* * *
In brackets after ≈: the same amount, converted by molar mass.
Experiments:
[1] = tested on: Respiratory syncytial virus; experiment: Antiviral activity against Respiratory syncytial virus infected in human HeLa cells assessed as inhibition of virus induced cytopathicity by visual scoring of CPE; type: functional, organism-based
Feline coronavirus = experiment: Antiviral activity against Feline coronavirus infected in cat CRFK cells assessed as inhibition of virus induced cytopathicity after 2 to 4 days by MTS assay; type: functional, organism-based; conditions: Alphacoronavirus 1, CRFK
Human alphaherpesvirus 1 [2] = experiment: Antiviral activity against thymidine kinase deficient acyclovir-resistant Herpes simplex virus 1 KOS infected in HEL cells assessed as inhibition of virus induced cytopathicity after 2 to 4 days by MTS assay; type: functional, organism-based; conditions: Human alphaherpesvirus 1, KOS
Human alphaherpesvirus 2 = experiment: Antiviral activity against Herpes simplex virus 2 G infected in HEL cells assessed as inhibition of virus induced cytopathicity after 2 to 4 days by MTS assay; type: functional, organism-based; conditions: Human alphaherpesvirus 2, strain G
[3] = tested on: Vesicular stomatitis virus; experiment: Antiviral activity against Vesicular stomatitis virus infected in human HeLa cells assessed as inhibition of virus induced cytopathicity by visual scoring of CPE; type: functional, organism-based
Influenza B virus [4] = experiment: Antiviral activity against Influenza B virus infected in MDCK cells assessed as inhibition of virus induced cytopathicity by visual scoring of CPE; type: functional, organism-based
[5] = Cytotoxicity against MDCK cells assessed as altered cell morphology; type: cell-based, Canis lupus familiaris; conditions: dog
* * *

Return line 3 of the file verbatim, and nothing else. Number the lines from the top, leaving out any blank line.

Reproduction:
[1] = tested on: Respiratory syncytial virus; experiment: Antiviral activity against Respiratory syncytial virus infected in human HeLa cells assessed as inhibition of virus induced cytopathicity by visual scoring of CPE; type: functional, organism-based